However, there are some other important factors to consider. Crystals have a lot going against them. The good ones were made 70 years ago and are at the end of their life. Many have died, most are dying, and a single drop can kill a good one. They are also extremely high-impedance elements. This means a low-impedance connection will dramatically reduce their tone. Just as turning on all the electric stuff in your car makes the engine work a little harder to keep turning the alternator, lowering the resistance across the mic’s terminals is like dragging your foot on the brake. Not only does the total output drop, but the frequency response changes too.
For this reason some custom harp amps are made with a 5 megohm input specifically for crystals. An amp with 50K input impedance will suck the tone right out of the best crystal. Anything you add between the mic and the amp, such as a volume control or a long cable, can lower the impedance as well. A good amp and good volume control will still let you get good tone, but you have to be aware that this is an issue and manage it. Finally, if your amp hums when you connect a cable that has no mic at the end, you can expect hum when you connect a crystal-element mic. A dynamic element may well reduce or even mute the hum.
Dynamic elements (including vintage ones) are practically bulletproof. They have lasted well all these years, so they are less expensive and more plentiful. Their impedance is lower so they stand up well to volume controls, pedals, splitters, etc. (Ultimately though, if the input impedance drops too far you will suck tone from any element.) And you can drop them (protected, of course, by a proper gasket inside a microphone shell) and they don’t break!
How do they actually work?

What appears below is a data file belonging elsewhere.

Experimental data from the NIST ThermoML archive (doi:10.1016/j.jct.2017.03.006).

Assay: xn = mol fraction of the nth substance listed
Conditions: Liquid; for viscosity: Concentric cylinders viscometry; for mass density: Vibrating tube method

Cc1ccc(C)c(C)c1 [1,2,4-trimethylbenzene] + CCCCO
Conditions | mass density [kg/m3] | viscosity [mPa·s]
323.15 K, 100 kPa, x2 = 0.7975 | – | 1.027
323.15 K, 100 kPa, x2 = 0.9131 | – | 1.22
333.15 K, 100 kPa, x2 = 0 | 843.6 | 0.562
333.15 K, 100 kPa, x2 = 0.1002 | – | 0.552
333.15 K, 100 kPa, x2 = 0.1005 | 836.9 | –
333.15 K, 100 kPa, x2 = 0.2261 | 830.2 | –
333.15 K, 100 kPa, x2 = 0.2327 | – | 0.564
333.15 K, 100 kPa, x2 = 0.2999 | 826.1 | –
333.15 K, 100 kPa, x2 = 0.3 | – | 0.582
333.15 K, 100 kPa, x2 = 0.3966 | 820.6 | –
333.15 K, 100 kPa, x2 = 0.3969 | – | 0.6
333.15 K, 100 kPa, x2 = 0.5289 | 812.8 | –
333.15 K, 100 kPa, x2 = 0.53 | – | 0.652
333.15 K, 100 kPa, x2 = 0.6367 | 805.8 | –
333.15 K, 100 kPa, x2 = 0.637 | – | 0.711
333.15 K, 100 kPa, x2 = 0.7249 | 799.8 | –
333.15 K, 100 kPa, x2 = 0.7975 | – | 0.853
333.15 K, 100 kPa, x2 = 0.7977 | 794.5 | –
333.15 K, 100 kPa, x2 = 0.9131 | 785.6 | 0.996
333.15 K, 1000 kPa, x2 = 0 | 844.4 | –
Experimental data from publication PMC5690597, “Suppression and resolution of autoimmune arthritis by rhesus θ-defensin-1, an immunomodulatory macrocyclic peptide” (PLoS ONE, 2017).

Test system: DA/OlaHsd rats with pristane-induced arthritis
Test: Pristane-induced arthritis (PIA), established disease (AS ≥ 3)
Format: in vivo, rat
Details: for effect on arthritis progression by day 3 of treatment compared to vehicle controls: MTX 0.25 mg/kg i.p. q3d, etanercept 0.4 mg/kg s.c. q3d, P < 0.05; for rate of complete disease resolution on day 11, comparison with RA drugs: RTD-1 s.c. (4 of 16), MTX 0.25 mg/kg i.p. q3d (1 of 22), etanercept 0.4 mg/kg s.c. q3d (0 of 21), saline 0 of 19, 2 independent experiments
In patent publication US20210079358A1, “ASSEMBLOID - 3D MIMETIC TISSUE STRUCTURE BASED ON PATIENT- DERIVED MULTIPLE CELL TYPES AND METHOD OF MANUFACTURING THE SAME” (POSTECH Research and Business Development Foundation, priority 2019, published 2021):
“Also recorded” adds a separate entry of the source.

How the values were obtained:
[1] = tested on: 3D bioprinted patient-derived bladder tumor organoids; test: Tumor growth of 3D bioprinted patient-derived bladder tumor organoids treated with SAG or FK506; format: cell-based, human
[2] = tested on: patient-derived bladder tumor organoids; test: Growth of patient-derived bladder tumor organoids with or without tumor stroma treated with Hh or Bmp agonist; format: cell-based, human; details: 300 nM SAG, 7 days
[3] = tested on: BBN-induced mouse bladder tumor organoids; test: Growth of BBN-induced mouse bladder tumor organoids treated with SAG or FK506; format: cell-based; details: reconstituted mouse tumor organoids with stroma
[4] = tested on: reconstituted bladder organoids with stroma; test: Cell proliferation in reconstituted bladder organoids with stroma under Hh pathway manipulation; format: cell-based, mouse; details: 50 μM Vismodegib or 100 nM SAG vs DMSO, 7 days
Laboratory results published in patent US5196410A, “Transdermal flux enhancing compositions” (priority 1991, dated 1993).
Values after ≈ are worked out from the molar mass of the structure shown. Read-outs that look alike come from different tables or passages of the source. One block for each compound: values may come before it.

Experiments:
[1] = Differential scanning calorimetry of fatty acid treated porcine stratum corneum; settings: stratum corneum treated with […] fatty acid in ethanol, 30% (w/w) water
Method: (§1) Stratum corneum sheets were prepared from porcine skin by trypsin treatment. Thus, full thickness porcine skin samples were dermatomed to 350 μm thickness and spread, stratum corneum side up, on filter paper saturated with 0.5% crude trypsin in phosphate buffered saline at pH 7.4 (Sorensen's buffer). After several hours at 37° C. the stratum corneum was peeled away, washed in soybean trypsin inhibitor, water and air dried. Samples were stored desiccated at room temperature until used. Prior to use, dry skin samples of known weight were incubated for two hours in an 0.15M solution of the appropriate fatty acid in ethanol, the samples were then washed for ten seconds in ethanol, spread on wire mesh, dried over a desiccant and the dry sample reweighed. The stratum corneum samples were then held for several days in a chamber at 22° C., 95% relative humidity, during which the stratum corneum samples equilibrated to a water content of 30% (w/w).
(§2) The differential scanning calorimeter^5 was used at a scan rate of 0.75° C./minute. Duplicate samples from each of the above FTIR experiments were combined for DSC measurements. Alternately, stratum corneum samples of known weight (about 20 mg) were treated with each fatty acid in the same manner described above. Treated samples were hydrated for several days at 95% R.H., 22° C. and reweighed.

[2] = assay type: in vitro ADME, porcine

A dynamic element uses the electromagnetic principle to convert sound into electrical energy. A diaphragm is an extremely thin membrane that vibrates in response to sound waves. The diaphragm in a dynamic mic either directly moves a coil around a fixed magnet, or moves a pin which in turn moves inside a coil. Either way, the movement generates an alternating electrical current. A dynamic microphone and a speaker are almost identical in principle. With the speaker, you take electric energy and convert it into sound by sending the current through a coil, which then wants to move relative to a fixed magnet. The speaker cone is attached to the coil. Voila – sound! A microphone is the reverse – you take sound energy and turn it into electrical energy by moving a coil past a magnet. A speaker can actually be used as a microphone, and a dynamic microphone can be used as a speaker (think headphone speaker.) Please don’t experiment with your good harp mic elements to see how well they work as speakers. They don’t work well, and the risk of your damaging them is very high.
A crystal element relies on an entirely different principle called the “piezoelectric” principle – the diaphragm is connected to a crystal of “rochelle salt” or a manmade ceramic with piezoelectric properties. Mechanically deflecting the crystal generates an electric current. The lighter on your gas barbecue uses a crystal too. You press down on a button which mechanically bends and “snaps” a crystal (without breaking it) and with no battery required, a spark is generated. Crystal elements are rarely made these days, although they can be made incredibly cheaply so they still exist for entry level applications and are found in some production microphones. The new ones, unfortunately, don’t have the tone of the older ones – and the older ones are becoming very expensive.
Keep an eye open for the second half of Greg’s post on elements, where he names some of the most sought-after crystal and dynamic elements, and explains how to shop around for one.